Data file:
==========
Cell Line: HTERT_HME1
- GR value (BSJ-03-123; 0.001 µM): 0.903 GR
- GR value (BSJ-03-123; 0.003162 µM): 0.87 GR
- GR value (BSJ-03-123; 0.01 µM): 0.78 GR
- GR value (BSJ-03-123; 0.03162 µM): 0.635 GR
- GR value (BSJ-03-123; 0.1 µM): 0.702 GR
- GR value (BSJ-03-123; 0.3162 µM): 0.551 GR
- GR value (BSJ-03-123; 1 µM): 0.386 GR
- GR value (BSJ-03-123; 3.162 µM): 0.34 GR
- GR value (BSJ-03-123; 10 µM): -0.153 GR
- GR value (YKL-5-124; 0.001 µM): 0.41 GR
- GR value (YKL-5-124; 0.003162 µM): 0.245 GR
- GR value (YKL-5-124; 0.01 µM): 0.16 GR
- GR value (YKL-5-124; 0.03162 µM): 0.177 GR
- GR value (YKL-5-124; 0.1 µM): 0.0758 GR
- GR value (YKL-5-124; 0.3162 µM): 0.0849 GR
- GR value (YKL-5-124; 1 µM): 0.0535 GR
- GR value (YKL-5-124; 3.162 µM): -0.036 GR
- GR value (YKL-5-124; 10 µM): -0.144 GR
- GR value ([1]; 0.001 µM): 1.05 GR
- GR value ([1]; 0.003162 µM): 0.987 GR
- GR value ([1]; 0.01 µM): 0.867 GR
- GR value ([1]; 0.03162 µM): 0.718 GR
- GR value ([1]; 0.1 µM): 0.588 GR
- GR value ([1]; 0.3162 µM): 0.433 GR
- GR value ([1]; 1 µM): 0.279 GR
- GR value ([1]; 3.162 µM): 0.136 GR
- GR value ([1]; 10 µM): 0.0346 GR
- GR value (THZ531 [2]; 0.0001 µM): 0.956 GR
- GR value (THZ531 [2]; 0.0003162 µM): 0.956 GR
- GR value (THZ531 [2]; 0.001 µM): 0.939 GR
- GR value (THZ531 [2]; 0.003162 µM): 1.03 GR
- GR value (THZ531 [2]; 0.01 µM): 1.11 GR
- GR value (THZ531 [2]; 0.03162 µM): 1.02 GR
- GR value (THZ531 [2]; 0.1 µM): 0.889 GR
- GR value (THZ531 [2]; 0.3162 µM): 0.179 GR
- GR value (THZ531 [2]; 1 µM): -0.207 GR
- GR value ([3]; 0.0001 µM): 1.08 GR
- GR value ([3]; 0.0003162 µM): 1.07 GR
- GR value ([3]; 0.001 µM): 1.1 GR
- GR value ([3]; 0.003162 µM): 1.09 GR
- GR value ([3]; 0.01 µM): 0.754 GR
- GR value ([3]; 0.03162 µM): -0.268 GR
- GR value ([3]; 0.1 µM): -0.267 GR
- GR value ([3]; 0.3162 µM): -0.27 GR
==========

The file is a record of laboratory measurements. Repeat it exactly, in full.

Cell Line: HTERT_HME1
- GR value (BSJ-03-123; 0.001 µM): 0.903 GR
- GR value (BSJ-03-123; 0.003162 µM): 0.87 GR
- GR value (BSJ-03-123; 0.01 µM): 0.78 GR
- GR value (BSJ-03-123; 0.03162 µM): 0.635 GR
- GR value (BSJ-03-123; 0.1 µM): 0.702 GR
- GR value (BSJ-03-123; 0.3162 µM): 0.551 GR
- GR value (BSJ-03-123; 1 µM): 0.386 GR
- GR value (BSJ-03-123; 3.162 µM): 0.34 GR
- GR value (BSJ-03-123; 10 µM): -0.153 GR
- GR value (YKL-5-124; 0.001 µM): 0.41 GR
- GR value (YKL-5-124; 0.003162 µM): 0.245 GR
- GR value (YKL-5-124; 0.01 µM): 0.16 GR
- GR value (YKL-5-124; 0.03162 µM): 0.177 GR
- GR value (YKL-5-124; 0.1 µM): 0.0758 GR
- GR value (YKL-5-124; 0.3162 µM): 0.0849 GR
- GR value (YKL-5-124; 1 µM): 0.0535 GR
- GR value (YKL-5-124; 3.162 µM): -0.036 GR
- GR value (YKL-5-124; 10 µM): -0.144 GR
- GR value ([1]; 0.001 µM): 1.05 GR
- GR value ([1]; 0.003162 µM): 0.987 GR
- GR value ([1]; 0.01 µM): 0.867 GR
- GR value ([1]; 0.03162 µM): 0.718 GR
- GR value ([1]; 0.1 µM): 0.588 GR
- GR value ([1]; 0.3162 µM): 0.433 GR
- GR value ([1]; 1 µM): 0.279 GR
- GR value ([1]; 3.162 µM): 0.136 GR
- GR value ([1]; 10 µM): 0.0346 GR
- GR value (THZ531 [2]; 0.0001 µM): 0.956 GR
- GR value (THZ531 [2]; 0.0003162 µM): 0.956 GR
- GR value (THZ531 [2]; 0.001 µM): 0.939 GR
- GR value (THZ531 [2]; 0.003162 µM): 1.03 GR
- GR value (THZ531 [2]; 0.01 µM): 1.11 GR
- GR value (THZ531 [2]; 0.03162 µM): 1.02 GR
- GR value (THZ531 [2]; 0.1 µM): 0.889 GR
- GR value (THZ531 [2]; 0.3162 µM): 0.179 GR
- GR value (THZ531 [2]; 1 µM): -0.207 GR
- GR value ([3]; 0.0001 µM): 1.08 GR
- GR value ([3]; 0.0003162 µM): 1.07 GR
- GR value ([3]; 0.001 µM): 1.1 GR
- GR value ([3]; 0.003162 µM): 1.09 GR
- GR value ([3]; 0.01 µM): 0.754 GR
- GR value ([3]; 0.03162 µM): -0.268 GR
- GR value ([3]; 0.1 µM): -0.267 GR
- GR value ([3]; 0.3162 µM): -0.27 GR